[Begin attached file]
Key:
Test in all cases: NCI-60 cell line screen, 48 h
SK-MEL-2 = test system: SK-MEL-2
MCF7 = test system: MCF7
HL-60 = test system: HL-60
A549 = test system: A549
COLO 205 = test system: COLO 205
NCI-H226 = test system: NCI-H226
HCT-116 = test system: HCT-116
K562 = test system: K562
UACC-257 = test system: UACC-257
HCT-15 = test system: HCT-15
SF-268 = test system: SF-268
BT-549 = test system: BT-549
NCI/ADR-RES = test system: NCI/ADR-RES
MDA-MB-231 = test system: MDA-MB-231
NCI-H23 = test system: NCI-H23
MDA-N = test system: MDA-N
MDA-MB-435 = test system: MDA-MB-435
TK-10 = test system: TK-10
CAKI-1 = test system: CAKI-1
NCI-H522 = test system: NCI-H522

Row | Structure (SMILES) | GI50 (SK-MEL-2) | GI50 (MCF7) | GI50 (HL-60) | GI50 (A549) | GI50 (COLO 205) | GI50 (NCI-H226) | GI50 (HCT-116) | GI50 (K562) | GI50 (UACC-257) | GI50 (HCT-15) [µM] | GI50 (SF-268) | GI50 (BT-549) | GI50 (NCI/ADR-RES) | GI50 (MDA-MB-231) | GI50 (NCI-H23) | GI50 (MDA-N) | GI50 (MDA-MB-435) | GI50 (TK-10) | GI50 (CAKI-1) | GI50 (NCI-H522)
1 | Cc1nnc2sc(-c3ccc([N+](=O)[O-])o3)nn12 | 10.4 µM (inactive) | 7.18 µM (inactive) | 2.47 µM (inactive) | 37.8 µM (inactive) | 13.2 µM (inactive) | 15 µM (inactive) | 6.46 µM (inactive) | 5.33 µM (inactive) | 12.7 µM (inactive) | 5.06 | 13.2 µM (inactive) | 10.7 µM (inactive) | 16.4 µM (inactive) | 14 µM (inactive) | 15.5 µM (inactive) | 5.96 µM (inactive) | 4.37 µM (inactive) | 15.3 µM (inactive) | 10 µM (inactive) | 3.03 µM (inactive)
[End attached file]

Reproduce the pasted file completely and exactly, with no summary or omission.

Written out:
Key:
Test in all cases: NCI-60 cell line screen, 48 h
SK-MEL-2 = test system: SK-MEL-2
MCF7 = test system: MCF7
HL-60 = test system: HL-60
A549 = test system: A549
COLO 205 = test system: COLO 205
NCI-H226 = test system: NCI-H226
HCT-116 = test system: HCT-116
K562 = test system: K562
UACC-257 = test system: UACC-257
HCT-15 = test system: HCT-15
SF-268 = test system: SF-268
BT-549 = test system: BT-549
NCI/ADR-RES = test system: NCI/ADR-RES
MDA-MB-231 = test system: MDA-MB-231
NCI-H23 = test system: NCI-H23
MDA-N = test system: MDA-N
MDA-MB-435 = test system: MDA-MB-435
TK-10 = test system: TK-10
CAKI-1 = test system: CAKI-1
NCI-H522 = test system: NCI-H522

Row | Structure (SMILES) | GI50 (SK-MEL-2) | GI50 (MCF7) | GI50 (HL-60) | GI50 (A549) | GI50 (COLO 205) | GI50 (NCI-H226) | GI50 (HCT-116) | GI50 (K562) | GI50 (UACC-257) | GI50 (HCT-15) [µM] | GI50 (SF-268) | GI50 (BT-549) | GI50 (NCI/ADR-RES) | GI50 (MDA-MB-231) | GI50 (NCI-H23) | GI50 (MDA-N) | GI50 (MDA-MB-435) | GI50 (TK-10) | GI50 (CAKI-1) | GI50 (NCI-H522)
1 | Cc1nnc2sc(-c3ccc([N+](=O)[O-])o3)nn12 | 10.4 µM (inactive) | 7.18 µM (inactive) | 2.47 µM (inactive) | 37.8 µM (inactive) | 13.2 µM (inactive) | 15 µM (inactive) | 6.46 µM (inactive) | 5.33 µM (inactive) | 12.7 µM (inactive) | 5.06 | 13.2 µM (inactive) | 10.7 µM (inactive) | 16.4 µM (inactive) | 14 µM (inactive) | 15.5 µM (inactive) | 5.96 µM (inactive) | 4.37 µM (inactive) | 15.3 µM (inactive) | 10 µM (inactive) | 3.03 µM (inactive)